That’s what coach Matt LaFleur, whose offense is among the most innovative in the league, is hoping for. The past two years, the Packers didn’t have a player like Amari Rodgers in their arsenal — Tyler Ervin was the closest facsimile — and with Aaron Rodgers running the offense again, Amari Rodgers’ addition should make the NFL’s No. 1 scoring offense even more potent.

“We tried to re-create that with some of the other guys,” LaFleur said. “That (versatility) is huge in this offense. (Rodgers has) the ability on first and second down to go outside. He’s got a good build to him. When he gets the ball in his hands, he’s pretty dynamic.

“I think you can use him a lot of different ways, whether it’s on jet motions or in the passing games, I think he’s a really good route runner. He’s just a complete football player. He’s got great play strength and he’s proven it over the course of his career at Clemson.“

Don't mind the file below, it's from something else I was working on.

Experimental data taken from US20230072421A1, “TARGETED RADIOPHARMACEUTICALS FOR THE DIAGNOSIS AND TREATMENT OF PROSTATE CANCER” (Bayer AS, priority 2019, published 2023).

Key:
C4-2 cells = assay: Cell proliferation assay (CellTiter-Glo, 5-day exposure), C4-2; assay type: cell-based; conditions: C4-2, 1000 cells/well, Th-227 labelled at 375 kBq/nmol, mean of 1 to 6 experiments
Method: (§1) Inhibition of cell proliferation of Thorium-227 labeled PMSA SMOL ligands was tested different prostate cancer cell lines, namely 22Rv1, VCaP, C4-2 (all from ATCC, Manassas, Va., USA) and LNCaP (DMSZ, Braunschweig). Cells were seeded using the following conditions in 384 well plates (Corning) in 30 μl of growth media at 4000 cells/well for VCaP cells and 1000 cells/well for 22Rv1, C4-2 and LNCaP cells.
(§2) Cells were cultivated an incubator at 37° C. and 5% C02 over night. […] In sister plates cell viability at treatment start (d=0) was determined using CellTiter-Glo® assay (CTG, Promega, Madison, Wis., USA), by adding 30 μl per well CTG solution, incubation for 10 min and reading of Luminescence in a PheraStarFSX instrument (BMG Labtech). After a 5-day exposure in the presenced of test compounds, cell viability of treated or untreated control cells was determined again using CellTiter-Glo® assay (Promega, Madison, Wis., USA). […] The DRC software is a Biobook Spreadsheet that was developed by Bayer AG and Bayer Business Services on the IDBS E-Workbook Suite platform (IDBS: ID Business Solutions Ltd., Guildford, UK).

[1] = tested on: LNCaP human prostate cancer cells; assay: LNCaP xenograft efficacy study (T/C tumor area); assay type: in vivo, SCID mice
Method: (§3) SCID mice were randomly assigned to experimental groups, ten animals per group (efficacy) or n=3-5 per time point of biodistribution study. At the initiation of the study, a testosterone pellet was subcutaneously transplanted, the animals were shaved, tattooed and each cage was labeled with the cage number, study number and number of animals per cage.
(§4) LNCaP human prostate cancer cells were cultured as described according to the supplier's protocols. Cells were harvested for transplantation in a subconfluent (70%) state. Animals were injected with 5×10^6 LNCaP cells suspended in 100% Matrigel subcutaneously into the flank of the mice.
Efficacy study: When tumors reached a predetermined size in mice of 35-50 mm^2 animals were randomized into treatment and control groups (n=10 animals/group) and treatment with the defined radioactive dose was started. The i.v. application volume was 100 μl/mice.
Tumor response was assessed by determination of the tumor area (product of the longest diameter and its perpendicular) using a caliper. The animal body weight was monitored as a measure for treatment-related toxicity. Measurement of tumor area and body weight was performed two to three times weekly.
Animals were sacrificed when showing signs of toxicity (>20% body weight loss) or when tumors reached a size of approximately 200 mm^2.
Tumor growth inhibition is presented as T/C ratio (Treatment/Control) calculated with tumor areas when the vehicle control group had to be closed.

Undrafted free agents added

The Packers officially announced seven undrafted free agent additions on Monday, led by ex-University of Wisconsin offensive lineman Jon Dietzen.

Dietzen, a native of Black Creek, played in 42 games with 39 starts at UW. From 2016 through 2018, Dietzen played in 35 games with 32 starts at left guard and left tackle. He retired after the 2018 season because of injuries, then returned in 2020 and started all seven games (four at left guard, two at left tackle, one at right guard).

The Packers also added ex-San Diego State offensive lineman Jacob Capra; ex-Indiana and Iowa offensive lineman Coy Cronk; ex-San Jose State wide receiver Bailey Gaither; ex-Northern Illinois and Iowa defensive lineman Jack Heflin; ex-Michigan linebacker Carlo Kemp; and ex-Illinois State safety Christian Uphoff.

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This article originally ran on madison.com.